It is not unusual to see in a long Lease of a residential flat, a Landlord's right to terminate or for the Lease to automatically determine, in the event of damage or destruction of the flat or block where it is not possible to reinstate the block within a certain period, usually 3 years. The lease will then provide for the insurance proceeds to be divided between the Landlord, the Tenant and the other lessees of the block in such proportions as the parties agree, having regard to their respective interests.
The judgment in GB Building Solutions Limited (in administration) –and– SFS Fire Services Limited (t/a Central Fire Protection)  EWHC 1289 (TCC) illustrates yet again the importance of clearly defining terms and, in particular, critical dates in construction contracts. This is one in a series of recent cases in which the TCC judges have re-affirmed their strict approach to contract interpretation.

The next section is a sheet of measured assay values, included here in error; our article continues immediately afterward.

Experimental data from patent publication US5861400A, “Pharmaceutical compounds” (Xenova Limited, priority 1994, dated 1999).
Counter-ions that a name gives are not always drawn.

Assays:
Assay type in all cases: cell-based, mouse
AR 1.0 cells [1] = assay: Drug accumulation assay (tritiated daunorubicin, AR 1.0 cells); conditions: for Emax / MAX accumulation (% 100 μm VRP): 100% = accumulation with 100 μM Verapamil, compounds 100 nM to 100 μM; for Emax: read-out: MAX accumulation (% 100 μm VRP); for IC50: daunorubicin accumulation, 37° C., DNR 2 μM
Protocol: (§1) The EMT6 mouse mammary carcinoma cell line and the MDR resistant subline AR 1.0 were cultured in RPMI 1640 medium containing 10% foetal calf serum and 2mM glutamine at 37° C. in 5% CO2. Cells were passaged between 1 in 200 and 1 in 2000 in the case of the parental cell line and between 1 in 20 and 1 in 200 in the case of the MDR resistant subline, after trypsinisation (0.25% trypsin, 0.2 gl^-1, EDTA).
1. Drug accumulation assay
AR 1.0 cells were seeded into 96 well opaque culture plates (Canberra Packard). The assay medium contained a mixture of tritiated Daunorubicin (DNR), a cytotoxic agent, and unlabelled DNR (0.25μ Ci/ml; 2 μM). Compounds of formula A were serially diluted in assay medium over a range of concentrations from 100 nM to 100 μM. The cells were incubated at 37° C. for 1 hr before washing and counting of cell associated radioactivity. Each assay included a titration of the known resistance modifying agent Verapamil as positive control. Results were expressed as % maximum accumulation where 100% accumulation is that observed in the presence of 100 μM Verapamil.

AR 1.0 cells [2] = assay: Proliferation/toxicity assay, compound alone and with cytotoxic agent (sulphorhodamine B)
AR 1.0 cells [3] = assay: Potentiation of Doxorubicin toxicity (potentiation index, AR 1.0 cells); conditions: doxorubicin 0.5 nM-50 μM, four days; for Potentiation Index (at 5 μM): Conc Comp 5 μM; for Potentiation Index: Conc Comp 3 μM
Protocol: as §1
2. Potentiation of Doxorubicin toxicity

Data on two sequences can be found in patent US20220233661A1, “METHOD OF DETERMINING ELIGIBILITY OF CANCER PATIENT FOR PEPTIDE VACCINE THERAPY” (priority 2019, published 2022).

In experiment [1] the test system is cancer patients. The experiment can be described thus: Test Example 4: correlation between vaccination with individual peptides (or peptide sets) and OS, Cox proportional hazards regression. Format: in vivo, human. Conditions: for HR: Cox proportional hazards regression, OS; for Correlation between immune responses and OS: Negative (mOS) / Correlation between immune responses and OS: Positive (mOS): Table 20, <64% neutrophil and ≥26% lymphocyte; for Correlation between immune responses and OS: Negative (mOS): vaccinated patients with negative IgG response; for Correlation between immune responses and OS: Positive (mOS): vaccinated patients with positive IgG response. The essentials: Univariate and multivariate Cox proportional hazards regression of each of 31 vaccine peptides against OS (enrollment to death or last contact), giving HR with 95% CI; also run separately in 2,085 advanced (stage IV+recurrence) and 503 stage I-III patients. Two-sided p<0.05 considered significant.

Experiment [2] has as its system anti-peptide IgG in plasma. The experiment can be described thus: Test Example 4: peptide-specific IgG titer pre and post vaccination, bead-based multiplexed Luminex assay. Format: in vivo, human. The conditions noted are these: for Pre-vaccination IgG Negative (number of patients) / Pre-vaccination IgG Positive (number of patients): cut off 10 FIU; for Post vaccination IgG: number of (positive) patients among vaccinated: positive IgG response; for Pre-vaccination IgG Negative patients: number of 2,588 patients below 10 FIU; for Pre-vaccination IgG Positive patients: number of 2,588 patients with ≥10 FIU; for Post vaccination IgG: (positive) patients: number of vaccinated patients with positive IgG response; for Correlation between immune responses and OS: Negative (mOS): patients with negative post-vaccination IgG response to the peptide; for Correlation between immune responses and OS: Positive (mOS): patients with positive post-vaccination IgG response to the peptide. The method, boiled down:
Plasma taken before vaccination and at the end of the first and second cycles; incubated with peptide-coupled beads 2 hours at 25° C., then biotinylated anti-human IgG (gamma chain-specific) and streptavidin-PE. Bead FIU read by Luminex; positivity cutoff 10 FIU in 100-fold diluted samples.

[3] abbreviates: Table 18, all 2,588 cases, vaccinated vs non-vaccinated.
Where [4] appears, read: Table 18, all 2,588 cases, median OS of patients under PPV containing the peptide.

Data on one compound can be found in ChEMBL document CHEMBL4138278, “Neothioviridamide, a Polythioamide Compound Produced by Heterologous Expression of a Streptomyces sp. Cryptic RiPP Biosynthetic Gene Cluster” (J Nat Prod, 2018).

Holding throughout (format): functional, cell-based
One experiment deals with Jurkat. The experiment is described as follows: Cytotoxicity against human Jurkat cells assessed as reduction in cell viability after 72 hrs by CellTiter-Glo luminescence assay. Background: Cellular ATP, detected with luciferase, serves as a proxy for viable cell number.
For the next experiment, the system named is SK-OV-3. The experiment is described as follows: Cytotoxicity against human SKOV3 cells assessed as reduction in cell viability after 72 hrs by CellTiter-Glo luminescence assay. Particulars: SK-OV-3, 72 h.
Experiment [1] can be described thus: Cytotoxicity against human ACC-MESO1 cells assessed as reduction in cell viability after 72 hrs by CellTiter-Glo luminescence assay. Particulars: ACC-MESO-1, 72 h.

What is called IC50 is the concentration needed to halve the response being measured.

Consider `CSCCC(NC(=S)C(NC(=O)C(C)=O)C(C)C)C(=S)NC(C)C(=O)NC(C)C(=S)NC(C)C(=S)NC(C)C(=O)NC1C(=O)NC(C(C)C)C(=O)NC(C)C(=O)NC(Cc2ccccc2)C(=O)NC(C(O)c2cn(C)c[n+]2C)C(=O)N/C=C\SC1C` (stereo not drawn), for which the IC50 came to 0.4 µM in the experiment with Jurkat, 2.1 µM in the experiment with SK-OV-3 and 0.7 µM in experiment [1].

It is not unusual for property buyers in the UK to find a reference to ground instability in the report on title prepared by their solicitor. Clay-rich soils, on which many UK cities and towns are founded, are prone to shrinking and swelling with changes in moisture content. This may cause significant structural damage to buildings and costs insurers hundreds of millions of pounds a year. Property owners are advised not to allow the ground to become too dry or too wet and not to plant or remove trees in the vicinity of their properties.